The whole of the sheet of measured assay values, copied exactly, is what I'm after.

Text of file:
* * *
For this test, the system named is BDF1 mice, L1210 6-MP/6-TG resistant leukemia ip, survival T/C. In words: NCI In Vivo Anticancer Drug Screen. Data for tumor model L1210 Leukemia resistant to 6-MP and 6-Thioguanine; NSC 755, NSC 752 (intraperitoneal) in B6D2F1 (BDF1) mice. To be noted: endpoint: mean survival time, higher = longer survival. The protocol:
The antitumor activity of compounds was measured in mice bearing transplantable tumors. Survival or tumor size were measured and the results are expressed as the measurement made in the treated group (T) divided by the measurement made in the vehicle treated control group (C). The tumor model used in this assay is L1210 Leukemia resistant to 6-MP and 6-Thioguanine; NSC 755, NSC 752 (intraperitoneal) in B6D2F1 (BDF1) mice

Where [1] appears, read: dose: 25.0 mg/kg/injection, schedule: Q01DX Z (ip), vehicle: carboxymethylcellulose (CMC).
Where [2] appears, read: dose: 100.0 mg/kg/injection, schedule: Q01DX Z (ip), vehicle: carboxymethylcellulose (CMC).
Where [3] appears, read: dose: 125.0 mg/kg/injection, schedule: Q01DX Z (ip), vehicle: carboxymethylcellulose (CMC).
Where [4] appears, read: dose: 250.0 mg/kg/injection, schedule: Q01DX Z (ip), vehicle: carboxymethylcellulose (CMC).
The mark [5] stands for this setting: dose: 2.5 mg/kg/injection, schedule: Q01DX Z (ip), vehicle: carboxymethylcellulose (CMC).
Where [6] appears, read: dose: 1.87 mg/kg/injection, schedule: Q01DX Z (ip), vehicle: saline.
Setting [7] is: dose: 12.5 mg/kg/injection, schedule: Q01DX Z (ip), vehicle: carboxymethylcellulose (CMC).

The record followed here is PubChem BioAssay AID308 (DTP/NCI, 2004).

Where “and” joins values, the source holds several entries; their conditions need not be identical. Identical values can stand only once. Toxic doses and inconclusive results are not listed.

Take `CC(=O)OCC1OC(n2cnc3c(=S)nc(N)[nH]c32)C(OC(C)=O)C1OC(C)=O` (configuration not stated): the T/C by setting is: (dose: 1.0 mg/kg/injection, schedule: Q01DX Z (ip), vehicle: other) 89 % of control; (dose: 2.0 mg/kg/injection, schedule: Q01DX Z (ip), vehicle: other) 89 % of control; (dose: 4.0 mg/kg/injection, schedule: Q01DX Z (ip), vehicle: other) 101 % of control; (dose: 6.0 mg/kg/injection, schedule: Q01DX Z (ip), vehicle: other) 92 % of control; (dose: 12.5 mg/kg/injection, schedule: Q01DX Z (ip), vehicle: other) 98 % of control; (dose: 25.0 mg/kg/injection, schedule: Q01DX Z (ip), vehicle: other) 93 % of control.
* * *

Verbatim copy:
For this test, the system named is BDF1 mice, L1210 6-MP/6-TG resistant leukemia ip, survival T/C. In words: NCI In Vivo Anticancer Drug Screen. Data for tumor model L1210 Leukemia resistant to 6-MP and 6-Thioguanine; NSC 755, NSC 752 (intraperitoneal) in B6D2F1 (BDF1) mice. To be noted: endpoint: mean survival time, higher = longer survival. The protocol:
The antitumor activity of compounds was measured in mice bearing transplantable tumors. Survival or tumor size were measured and the results are expressed as the measurement made in the treated group (T) divided by the measurement made in the vehicle treated control group (C). The tumor model used in this assay is L1210 Leukemia resistant to 6-MP and 6-Thioguanine; NSC 755, NSC 752 (intraperitoneal) in B6D2F1 (BDF1) mice

Where [1] appears, read: dose: 25.0 mg/kg/injection, schedule: Q01DX Z (ip), vehicle: carboxymethylcellulose (CMC).
Where [2] appears, read: dose: 100.0 mg/kg/injection, schedule: Q01DX Z (ip), vehicle: carboxymethylcellulose (CMC).
Where [3] appears, read: dose: 125.0 mg/kg/injection, schedule: Q01DX Z (ip), vehicle: carboxymethylcellulose (CMC).
Where [4] appears, read: dose: 250.0 mg/kg/injection, schedule: Q01DX Z (ip), vehicle: carboxymethylcellulose (CMC).
The mark [5] stands for this setting: dose: 2.5 mg/kg/injection, schedule: Q01DX Z (ip), vehicle: carboxymethylcellulose (CMC).
Where [6] appears, read: dose: 1.87 mg/kg/injection, schedule: Q01DX Z (ip), vehicle: saline.
Setting [7] is: dose: 12.5 mg/kg/injection, schedule: Q01DX Z (ip), vehicle: carboxymethylcellulose (CMC).

The record followed here is PubChem BioAssay AID308 (DTP/NCI, 2004).

Where “and” joins values, the source holds several entries; their conditions need not be identical. Identical values can stand only once. Toxic doses and inconclusive results are not listed.

Take `CC(=O)OCC1OC(n2cnc3c(=S)nc(N)[nH]c32)C(OC(C)=O)C1OC(C)=O` (configuration not stated): the T/C by setting is: (dose: 1.0 mg/kg/injection, schedule: Q01DX Z (ip), vehicle: other) 89 % of control; (dose: 2.0 mg/kg/injection, schedule: Q01DX Z (ip), vehicle: other) 89 % of control; (dose: 4.0 mg/kg/injection, schedule: Q01DX Z (ip), vehicle: other) 101 % of control; (dose: 6.0 mg/kg/injection, schedule: Q01DX Z (ip), vehicle: other) 92 % of control; (dose: 12.5 mg/kg/injection, schedule: Q01DX Z (ip), vehicle: other) 98 % of control; (dose: 25.0 mg/kg/injection, schedule: Q01DX Z (ip), vehicle: other) 93 % of control.